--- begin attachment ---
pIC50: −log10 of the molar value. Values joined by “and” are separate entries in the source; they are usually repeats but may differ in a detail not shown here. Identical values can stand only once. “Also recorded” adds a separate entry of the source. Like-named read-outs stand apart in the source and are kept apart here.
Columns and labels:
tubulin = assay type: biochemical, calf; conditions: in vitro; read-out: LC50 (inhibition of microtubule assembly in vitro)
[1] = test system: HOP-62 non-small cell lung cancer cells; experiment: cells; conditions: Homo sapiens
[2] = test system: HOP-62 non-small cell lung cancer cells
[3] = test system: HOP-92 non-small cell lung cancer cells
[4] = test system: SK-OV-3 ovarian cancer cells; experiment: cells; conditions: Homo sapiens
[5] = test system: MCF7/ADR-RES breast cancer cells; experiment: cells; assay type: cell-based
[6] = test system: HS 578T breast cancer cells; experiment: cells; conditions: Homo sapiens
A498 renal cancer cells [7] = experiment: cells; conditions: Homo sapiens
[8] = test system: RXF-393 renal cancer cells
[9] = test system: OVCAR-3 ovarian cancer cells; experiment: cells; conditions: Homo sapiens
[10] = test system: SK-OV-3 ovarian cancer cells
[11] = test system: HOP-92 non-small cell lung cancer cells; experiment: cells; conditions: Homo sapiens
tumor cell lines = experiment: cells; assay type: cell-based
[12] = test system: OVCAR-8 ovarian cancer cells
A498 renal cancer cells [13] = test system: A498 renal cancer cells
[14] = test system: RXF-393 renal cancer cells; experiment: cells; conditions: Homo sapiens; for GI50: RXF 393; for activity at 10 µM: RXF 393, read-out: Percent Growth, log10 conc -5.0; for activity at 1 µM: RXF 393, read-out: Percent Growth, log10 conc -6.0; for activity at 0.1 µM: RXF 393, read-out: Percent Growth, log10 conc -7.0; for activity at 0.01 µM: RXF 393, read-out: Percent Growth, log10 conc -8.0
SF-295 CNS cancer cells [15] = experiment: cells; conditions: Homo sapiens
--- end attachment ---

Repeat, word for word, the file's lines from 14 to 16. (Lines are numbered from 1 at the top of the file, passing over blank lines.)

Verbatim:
[11] = test system: HOP-92 non-small cell lung cancer cells; experiment: cells; conditions: Homo sapiens
tumor cell lines = experiment: cells; assay type: cell-based
[12] = test system: OVCAR-8 ovarian cancer cells